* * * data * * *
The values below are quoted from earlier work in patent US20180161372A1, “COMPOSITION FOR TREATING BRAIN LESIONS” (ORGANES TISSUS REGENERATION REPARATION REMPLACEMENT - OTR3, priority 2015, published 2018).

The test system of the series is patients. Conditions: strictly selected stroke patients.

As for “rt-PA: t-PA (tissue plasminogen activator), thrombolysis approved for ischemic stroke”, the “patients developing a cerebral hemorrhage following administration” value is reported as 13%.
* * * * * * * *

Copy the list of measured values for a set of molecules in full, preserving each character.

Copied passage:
The values below are quoted from earlier work in patent US20180161372A1, “COMPOSITION FOR TREATING BRAIN LESIONS” (ORGANES TISSUS REGENERATION REPARATION REMPLACEMENT - OTR3, priority 2015, published 2018).

The test system of the series is patients. Conditions: strictly selected stroke patients.

As for “rt-PA: t-PA (tissue plasminogen activator), thrombolysis approved for ischemic stroke”, the “patients developing a cerebral hemorrhage following administration” value is reported as 13%.